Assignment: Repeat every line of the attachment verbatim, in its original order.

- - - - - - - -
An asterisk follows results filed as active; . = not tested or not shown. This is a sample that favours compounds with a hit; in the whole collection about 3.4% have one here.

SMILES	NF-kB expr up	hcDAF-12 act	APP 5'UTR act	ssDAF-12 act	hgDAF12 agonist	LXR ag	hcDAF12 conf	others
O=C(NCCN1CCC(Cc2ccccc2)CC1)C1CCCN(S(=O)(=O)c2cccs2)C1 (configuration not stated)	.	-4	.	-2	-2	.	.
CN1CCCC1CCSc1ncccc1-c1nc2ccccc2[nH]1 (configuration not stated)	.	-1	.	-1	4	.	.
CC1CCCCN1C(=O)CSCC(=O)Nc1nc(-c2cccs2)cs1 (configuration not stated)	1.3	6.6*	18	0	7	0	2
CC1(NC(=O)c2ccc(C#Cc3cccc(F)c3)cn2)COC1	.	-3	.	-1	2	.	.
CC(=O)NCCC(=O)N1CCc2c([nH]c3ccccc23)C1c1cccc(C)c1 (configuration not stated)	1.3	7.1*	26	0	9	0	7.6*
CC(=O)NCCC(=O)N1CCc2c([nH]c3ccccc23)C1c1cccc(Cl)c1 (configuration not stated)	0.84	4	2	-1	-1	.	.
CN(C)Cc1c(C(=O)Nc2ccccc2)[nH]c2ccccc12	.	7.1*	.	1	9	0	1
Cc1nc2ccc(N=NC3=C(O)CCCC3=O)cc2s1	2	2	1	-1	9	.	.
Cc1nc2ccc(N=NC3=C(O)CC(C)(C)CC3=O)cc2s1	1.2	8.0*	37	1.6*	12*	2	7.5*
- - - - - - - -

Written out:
An asterisk follows results filed as active; . = not tested or not shown. This is a sample that favours compounds with a hit; in the whole collection about 3.4% have one here.

SMILES	NF-kB expr up	hcDAF-12 act	APP 5'UTR act	ssDAF-12 act	hgDAF12 agonist	LXR ag	hcDAF12 conf	others
O=C(NCCN1CCC(Cc2ccccc2)CC1)C1CCCN(S(=O)(=O)c2cccs2)C1 (configuration not stated)	.	-4	.	-2	-2	.	.
CN1CCCC1CCSc1ncccc1-c1nc2ccccc2[nH]1 (configuration not stated)	.	-1	.	-1	4	.	.
CC1CCCCN1C(=O)CSCC(=O)Nc1nc(-c2cccs2)cs1 (configuration not stated)	1.3	6.6*	18	0	7	0	2
CC1(NC(=O)c2ccc(C#Cc3cccc(F)c3)cn2)COC1	.	-3	.	-1	2	.	.
CC(=O)NCCC(=O)N1CCc2c([nH]c3ccccc23)C1c1cccc(C)c1 (configuration not stated)	1.3	7.1*	26	0	9	0	7.6*
CC(=O)NCCC(=O)N1CCc2c([nH]c3ccccc23)C1c1cccc(Cl)c1 (configuration not stated)	0.84	4	2	-1	-1	.	.
CN(C)Cc1c(C(=O)Nc2ccccc2)[nH]c2ccccc12	.	7.1*	.	1	9	0	1
Cc1nc2ccc(N=NC3=C(O)CCCC3=O)cc2s1	2	2	1	-1	9	.	.
Cc1nc2ccc(N=NC3=C(O)CC(C)(C)CC3=O)cc2s1	1.2	8.0*	37	1.6*	12*	2	7.5*